I'm pretty sure this HAS to be it, but if you care to e-mail me privately with your circuit diagram etc., I would be able to confirm.

--------------------------------------------------
Note added at 9 hrs 3 mins (2003-12-01 13:35:56 GMT)
--------------------------------------------------

In reply to Klaus\'s excellent point about input vs. output:

I would actually disagree with your logic on this point, Klaus! In my experience, a \'dry contact\' can ONLY really apply to an output, and NOT an INput.

By definition, an input will be looking for some kind of signal --- be that a voltage, a current, or some other variant. It may as a result REQUIRE a dry contact to operate it (as in this case, where the input clearly must have a (e.g.) voltage on it, and so it is looking for an external \'dry\' contact to simply connect it to ground [earth] --- but the fact remains that looking at it from the logic of the input itself, this must be a normally closed (i.e. \'active low\') connection (as appears to be the case in Asker\'s context).

Am I making sense? :-)

--------------------------------------------------
Note added at 10 hrs 26 mins (2003-12-01 14:59:00 GMT)
--------------------------------------------------

Further reply to Klaus\'s added comment:

Yes, I see what you mean, Klaus --- but do remember that the Asker\'s question relates to a \'no-voltage contact SIGNAL\' --- in other words, it is not the input itself that is \'normally closed\', but the CONTACT PROVIDING THIS INPUT SIGNAL. It is perfectly usual techie jargon for us to talk about a \'NC input\' as a short-hand way of saying \'an input that requires a NC signal\'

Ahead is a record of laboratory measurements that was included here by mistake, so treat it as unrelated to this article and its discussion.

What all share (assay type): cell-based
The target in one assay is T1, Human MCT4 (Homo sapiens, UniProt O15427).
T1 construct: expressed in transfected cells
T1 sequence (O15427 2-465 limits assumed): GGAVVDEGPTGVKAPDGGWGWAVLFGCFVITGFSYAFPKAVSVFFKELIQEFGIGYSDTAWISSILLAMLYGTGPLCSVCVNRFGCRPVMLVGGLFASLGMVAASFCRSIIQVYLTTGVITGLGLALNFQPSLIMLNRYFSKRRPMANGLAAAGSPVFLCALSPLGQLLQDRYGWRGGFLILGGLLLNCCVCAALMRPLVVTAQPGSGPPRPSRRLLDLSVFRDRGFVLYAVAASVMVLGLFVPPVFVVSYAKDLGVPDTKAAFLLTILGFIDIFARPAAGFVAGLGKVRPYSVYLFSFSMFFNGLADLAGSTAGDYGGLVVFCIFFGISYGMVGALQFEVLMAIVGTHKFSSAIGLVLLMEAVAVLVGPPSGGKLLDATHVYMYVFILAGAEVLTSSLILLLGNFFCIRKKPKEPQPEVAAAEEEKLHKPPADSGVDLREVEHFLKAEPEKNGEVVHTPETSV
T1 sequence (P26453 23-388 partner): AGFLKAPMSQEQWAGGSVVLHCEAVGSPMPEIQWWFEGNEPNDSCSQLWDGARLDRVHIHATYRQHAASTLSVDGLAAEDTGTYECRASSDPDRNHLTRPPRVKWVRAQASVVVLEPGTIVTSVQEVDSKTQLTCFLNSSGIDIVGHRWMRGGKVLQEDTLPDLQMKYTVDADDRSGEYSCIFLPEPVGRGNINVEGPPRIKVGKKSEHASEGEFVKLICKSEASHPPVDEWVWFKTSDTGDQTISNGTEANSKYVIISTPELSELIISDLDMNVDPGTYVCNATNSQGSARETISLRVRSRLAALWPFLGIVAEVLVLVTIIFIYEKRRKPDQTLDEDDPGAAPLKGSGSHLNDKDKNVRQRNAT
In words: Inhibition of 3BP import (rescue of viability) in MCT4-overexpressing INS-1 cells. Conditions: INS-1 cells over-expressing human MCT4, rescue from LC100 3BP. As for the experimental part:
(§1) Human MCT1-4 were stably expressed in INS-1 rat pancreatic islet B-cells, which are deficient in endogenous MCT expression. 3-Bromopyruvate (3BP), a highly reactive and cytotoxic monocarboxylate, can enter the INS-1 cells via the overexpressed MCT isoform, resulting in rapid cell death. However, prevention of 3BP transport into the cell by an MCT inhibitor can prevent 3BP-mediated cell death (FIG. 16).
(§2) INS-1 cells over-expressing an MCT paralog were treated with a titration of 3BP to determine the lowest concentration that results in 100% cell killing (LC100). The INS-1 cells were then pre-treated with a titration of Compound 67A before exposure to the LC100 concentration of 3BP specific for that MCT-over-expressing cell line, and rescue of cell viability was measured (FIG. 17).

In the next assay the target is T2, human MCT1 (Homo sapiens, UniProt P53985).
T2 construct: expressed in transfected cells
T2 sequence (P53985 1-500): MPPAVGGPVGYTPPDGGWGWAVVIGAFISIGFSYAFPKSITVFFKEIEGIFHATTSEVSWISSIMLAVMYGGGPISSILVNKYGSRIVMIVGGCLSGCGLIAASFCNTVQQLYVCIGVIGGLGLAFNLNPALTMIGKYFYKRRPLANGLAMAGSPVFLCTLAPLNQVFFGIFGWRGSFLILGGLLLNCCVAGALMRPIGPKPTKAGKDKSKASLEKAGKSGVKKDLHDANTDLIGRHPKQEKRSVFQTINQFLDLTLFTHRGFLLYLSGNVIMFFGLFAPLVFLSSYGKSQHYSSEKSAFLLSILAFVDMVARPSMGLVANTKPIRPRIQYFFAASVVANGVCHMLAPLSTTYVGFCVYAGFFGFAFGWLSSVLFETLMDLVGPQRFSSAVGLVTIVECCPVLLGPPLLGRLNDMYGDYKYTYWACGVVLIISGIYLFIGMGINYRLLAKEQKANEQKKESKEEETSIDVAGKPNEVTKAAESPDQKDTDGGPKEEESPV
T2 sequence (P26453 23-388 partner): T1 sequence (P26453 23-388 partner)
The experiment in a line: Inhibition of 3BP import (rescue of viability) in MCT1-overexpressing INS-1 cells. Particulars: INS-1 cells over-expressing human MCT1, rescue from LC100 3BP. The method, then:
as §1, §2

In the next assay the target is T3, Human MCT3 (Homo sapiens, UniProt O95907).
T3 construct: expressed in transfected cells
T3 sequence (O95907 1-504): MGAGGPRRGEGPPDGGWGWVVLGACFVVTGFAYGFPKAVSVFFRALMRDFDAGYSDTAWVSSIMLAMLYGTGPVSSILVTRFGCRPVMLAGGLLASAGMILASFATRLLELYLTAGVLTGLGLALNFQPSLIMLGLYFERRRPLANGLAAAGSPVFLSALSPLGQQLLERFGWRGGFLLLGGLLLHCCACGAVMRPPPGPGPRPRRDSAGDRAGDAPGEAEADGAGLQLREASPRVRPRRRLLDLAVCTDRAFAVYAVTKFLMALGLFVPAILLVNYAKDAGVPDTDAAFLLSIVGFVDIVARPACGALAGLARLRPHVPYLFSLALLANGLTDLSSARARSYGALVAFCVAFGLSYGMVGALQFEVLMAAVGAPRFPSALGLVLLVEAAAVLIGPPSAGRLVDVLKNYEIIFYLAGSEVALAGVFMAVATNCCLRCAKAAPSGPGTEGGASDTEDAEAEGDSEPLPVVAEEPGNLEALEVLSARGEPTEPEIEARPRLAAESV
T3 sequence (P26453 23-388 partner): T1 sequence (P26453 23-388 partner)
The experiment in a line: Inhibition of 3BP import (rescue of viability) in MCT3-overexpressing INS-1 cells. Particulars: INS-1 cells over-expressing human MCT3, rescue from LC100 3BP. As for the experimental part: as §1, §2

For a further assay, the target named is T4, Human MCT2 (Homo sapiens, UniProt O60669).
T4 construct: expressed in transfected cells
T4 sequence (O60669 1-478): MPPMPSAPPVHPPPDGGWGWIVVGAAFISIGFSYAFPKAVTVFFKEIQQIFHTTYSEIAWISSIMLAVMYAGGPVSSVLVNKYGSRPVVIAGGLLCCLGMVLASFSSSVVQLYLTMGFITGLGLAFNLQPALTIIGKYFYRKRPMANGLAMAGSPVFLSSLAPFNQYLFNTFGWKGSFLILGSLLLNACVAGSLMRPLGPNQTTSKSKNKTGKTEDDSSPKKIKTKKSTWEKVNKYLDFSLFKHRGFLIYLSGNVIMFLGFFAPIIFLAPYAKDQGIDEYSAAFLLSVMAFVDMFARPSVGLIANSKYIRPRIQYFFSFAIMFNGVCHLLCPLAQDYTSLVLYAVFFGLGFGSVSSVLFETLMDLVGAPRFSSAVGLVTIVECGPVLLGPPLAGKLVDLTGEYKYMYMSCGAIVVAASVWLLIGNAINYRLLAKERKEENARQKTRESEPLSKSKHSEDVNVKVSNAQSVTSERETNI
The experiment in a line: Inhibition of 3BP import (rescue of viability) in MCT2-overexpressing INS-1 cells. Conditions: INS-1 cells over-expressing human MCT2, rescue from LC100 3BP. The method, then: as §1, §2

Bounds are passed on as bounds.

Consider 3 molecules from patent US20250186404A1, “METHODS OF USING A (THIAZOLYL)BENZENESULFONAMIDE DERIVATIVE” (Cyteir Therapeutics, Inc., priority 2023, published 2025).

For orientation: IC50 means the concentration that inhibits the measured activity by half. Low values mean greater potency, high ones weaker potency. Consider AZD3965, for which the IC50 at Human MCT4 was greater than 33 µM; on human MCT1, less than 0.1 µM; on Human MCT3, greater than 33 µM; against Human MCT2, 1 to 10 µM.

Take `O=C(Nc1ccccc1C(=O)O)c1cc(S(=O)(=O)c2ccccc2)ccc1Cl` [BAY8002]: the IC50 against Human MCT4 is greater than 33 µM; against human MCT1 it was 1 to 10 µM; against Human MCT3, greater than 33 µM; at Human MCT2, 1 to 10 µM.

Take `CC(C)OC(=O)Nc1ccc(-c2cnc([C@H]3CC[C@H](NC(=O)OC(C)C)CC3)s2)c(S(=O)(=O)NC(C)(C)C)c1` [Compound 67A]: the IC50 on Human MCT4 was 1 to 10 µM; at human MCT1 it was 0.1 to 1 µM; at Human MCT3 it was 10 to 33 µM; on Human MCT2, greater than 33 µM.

Does that make more sense now?

--------------------------------------------------
Note added at 12 hrs 46 mins (2003-12-01 17:18:54 GMT)
--------------------------------------------------

IN REPLY TO ASKERS\'S EXTRA CONTEXT

Ahh. all is now clear! I think in this case, as you\'ve specified it is a normally-open contact, they must mean that this signal is a \'make contact\' --- in other words, the active signal is when the contact is \'made\' [= connected].

I feel sure that this \'dry-contact\' issue is a red herring; it simply refers to whether or not there is voltage (etc.) on the contact (whichever way round you choose to look at it); but that very contact (dry, wet, sloppy, or otherwise!) may be either a \'break\' or a \'make\' contact.

Here, I am quite convinced that they are SPECIFICALLY using \'closed-circuit\' to indicate that the contact is active when the circuit is closed; i.e., a \'make\' contact.

Tony M
France
Local time: 15:18
Native speaker of: Native in EnglishEnglish
PRO pts in pair: 3261
Grading comment
Thank you very much for all of you helping here and via private email. This was a great example of teamwork!
Although there are a few possible translations of this term depending on the direction (input or output) of this signal, and on the intension of the original writer (describing the type of contact only or the intended use as well), I decided to go with "no-voltage make contact".
This version seems to be used for both input and output in the field, and definitely tells us that the connection must be closed for active state.
Thank you very much for all your help!

Peer comments on this answer (and responses from the answerer)
agree  Klaus Herrmann: Yes. That's all there is to it.
1 day 25 mins
  -> Thanks, Klaus!

agree  Nado2002
1 day 9 hrs
  -> Thanks, Nado!

agree  Henrik Brameus
2 days 9 hrs
  -> Thanks, Henrik!